Water bath heating
Fuel delivery
Check the timing
Goodall valve
Oil consumption

Probably a few other items but those improvement will keep you steamin' along!

Check the MLS archives or Aristocraft live steam discussion threads for recommended upgrades.
 

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Jim,

Adjusting a gas burner is nomally a very sensitive thing, that you however will learn pretty quick. However, the type of gas you use, will also affect sensivity. Easiest to manage is pure butane (=sold for cigarette lighters). However to run in colder weather (a bit above freezing ca +5C), you need to run on a mixture of butane and propane to maintain gas pressure / flowing. You can use up to 30% propane. More propane than that, and you will have great difficulties adjusting the flame. Propane i also richer in energy, so everything else beeing equal (for example temperature), you will get a slightly longer run with some propane content.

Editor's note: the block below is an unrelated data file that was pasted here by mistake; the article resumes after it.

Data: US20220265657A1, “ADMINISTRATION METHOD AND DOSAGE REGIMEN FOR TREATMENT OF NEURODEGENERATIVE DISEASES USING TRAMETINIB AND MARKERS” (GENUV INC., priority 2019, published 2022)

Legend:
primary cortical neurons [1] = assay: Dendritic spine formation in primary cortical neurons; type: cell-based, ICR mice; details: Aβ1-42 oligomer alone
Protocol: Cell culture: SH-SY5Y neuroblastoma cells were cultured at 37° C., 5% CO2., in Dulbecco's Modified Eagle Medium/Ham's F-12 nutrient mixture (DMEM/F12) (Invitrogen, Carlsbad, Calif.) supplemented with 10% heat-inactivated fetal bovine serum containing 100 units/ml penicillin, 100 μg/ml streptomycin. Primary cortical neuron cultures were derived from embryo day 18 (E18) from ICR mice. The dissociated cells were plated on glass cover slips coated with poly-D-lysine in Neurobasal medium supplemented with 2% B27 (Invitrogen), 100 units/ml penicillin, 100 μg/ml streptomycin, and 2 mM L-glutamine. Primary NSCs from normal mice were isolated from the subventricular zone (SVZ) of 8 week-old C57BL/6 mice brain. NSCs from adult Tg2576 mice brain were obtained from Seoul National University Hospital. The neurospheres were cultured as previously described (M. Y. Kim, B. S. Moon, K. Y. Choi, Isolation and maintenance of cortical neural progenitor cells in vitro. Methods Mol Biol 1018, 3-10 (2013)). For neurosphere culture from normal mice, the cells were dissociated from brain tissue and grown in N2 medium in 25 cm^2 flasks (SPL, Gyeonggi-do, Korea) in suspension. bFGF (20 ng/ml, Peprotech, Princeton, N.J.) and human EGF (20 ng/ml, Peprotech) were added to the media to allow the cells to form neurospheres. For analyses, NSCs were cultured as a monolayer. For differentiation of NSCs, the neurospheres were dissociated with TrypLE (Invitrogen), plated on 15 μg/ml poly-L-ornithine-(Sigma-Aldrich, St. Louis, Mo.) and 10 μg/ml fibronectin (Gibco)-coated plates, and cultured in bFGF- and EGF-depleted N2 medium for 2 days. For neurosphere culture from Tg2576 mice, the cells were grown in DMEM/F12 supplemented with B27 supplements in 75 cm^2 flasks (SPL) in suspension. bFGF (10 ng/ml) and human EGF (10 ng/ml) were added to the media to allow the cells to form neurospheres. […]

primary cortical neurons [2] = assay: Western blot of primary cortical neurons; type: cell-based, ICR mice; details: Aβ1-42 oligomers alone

I found the most difficult thing about gas firing, was to learn when the burner was clogged with some minute / "invisible" dirt. If you know you've done everything right (wich is difficult to know when you still lack experience ;-) and the burner still won't light, or behaves irratically - unscrew the nozzle and clean it. I use one of the tiny copper cords from a piece of electrical wiring. You should be able to spot light coming through the nozzle. (Nozzle hole is like 0,2 mm or slightly larger.)

Welcome to a great hobby, offering strong feelings of pleasure, and also accomplishment when you learn to master some new aspect! With experience you will "read" the sight and sound of your engine, and you will know what is going on with your engine. I think our engines are almost as "alive" and complex as a horse, and the enjoyment partially comes from similar senses of "mastery"! Though for some (presumably genetic) reason, women tend to go for horses, while some men go for live-steam engines! :-D